This is an updated version of my traditional Irish Coffee recipe...
With A Name Like O'Hara...I Should Love Irish Coffee
I La La L-O-V-E Irish Coffee. Why, you ask? I'm not really sure. My Father, Thomas Patrick O'Hara, was very big into St Patrick's Day wearing his gorgeous green outfit that consists of a gorgeous slacks, thin knit mock turtleneck with a gorgeous suede lightweight jacket. All in a beautiful shade of green. The epitome of style.
After college, I moved to Southern CA and loved hanging out in Newport Beach CA. One of my favorite spots was a little Irish Pub/Restaurant called Muldoon's Irish Pub. As the sun begins to set in SoCal, it always cools down quite a bit even in the summer. I always enjoyed a wonderful cup of Irish Coffee made dark with some good ol' Irish Whiskey. Still a favorite beverage for me today AND especially since I roast coffee...well it's an awesome cup!
Here is the story about Irish Coffee and how it began it goes like this...
Irish Coffee began back in 1942 at an airbase near Limerick. This was a main airport for Flying Boats flying between Europe and the US. Weather along the west coast of Ireland can be very bad causing the fights to return back to the airbase and waiting for the weather to clear.
On a particular stormy winter night, a pilot decided to return back to the airbase and wait out the storm. Mostly of Americans, (the flight was heading into New York) the restaurant was informed that the flight would be returning and the passengers would be there overnight. A young Irish Chef Joe Sheridan decided to prepare the passengers a warm and wonderful drink. He brewed rich dark coffee, added a small amount of brown sugar, some Irish Whiskey and floated some creme on top. As the passengers began to take in their first sip they were amazed at the wonderful taste. A passenger asked "Hey is this Brazilian Coffee?" "No" Chef Joe replied..."It'sIrish Coffee."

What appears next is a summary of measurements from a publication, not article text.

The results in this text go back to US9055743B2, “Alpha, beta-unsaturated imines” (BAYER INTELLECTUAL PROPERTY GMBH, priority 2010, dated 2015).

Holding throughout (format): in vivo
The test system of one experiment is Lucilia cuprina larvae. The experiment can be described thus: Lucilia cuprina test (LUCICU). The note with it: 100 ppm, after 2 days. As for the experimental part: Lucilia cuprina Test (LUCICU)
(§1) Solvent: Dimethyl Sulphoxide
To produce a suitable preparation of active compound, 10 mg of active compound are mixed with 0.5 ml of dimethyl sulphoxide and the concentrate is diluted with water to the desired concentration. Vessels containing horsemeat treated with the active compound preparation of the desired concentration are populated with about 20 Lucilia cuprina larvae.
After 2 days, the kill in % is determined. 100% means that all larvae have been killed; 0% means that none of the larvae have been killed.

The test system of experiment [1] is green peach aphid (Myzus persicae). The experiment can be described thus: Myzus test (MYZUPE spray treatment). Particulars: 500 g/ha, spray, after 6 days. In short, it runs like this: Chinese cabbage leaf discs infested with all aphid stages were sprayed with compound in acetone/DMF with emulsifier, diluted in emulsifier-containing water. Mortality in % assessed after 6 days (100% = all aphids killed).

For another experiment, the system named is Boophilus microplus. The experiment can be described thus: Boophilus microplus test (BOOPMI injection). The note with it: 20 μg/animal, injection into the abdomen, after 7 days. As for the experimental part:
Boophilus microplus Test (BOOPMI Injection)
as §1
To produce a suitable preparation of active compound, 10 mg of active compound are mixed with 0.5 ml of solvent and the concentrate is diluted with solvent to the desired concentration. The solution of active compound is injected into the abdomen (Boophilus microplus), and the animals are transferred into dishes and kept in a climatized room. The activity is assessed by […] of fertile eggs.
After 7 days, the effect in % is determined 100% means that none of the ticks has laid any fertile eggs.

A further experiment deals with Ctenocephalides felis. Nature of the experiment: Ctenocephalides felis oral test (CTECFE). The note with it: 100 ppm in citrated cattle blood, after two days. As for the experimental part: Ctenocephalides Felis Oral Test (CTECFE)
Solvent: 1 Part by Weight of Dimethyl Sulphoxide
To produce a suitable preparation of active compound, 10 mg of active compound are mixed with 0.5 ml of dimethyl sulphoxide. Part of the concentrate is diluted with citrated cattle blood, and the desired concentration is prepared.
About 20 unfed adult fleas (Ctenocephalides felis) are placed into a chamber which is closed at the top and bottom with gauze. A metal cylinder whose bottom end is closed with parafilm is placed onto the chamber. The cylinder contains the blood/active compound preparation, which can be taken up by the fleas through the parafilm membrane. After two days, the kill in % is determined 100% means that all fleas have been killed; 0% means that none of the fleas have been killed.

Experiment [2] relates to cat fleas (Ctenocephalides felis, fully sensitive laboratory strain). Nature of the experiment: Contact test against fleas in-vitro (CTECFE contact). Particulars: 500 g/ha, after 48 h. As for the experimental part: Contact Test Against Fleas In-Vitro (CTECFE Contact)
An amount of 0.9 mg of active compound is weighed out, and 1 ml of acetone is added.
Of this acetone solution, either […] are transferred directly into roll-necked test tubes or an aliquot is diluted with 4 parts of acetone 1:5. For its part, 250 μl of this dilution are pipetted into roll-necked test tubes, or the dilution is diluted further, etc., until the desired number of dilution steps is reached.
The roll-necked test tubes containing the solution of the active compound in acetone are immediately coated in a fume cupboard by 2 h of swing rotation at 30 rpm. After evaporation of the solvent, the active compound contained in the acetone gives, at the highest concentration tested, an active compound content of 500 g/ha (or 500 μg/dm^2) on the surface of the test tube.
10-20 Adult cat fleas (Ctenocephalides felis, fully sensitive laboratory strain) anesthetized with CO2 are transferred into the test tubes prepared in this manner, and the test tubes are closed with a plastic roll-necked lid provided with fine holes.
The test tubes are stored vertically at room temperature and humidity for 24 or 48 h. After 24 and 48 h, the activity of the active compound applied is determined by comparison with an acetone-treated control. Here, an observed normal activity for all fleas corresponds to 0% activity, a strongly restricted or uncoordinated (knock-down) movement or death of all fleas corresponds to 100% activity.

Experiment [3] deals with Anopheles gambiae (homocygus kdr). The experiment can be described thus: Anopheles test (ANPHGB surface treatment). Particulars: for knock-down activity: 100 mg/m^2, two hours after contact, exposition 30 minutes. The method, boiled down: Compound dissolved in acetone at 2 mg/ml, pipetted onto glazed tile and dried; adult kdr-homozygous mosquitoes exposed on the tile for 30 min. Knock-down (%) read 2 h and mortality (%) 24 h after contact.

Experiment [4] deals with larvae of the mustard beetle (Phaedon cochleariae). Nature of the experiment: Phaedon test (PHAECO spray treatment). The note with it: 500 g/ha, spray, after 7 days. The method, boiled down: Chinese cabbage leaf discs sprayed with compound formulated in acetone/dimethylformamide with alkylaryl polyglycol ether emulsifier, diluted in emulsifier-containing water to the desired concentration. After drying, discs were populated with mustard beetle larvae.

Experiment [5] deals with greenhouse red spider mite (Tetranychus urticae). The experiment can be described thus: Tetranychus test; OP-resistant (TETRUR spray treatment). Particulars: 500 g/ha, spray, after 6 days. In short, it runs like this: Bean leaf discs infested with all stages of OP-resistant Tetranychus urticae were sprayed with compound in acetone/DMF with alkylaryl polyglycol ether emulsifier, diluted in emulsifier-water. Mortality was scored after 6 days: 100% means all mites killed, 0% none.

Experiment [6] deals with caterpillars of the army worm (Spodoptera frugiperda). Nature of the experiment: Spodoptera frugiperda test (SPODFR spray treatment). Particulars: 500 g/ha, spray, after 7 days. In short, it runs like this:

Irish Coffee became a staple on the menu and if it wasn't for a travel writer, Stanton Deplane, it wouldn't have become such an international success. Stanton took the recipe to Jack Keoppler, a bartender at the infamous Buena Vista in San Francisco where they worked diligently to recreate the recipe. The problem was that the whipped creme kept sinking to the bottom. Through trial and error they realized they needed to add a little sugar and make a thick creme, not cold whipped creme to set on top.
Today, the Buena Vista is still famous for making and selling Irish Coffees. They say that they average about 2,000 Irish Coffees a day.
So...you want the original recipe for making good ol' Irish Coffee? Here it is.
Here is the original Joe Sheridan Irish Coffee Recipe:
Cream - Rich as an Irish Brogue
Coffee - Strong as a Friendly Hand
Sugar - Sweet as the tongue of a Rogue
Whiskey - Smooth as the Wit of the Land.
Pre-heat a clear stemmed glass with very hot water. Empty the water, and add 2 teaspoons of brown sugar. Now add some freshly brewed rich coffee and stir. As soon as the sugar is melted, add a generous measure of Irish Whiskey (big or small shot, you choose). Stir again, then wait for the brew to still. Now take a hot spoon and pour gently whipped fresh cream slowly over the back of the spoon. The cream should be "half whipped" i.e. not too stiff and not too liquid.
This year, I made a video using a moka pot brew. You'll notice that the whipping cream is not something that comes out of a can. The true recipe calls for a "half whipped" cream. So it is thick and pourable (if that is even a word, wink wink smiley face)
I suggest Johnny Lolita's Turquoise Trail, Brazil Dark and Costa Rica as your coffee base for this wonderful Irish drink. Cheers, or if you wish to say it in gaelic, Sláinte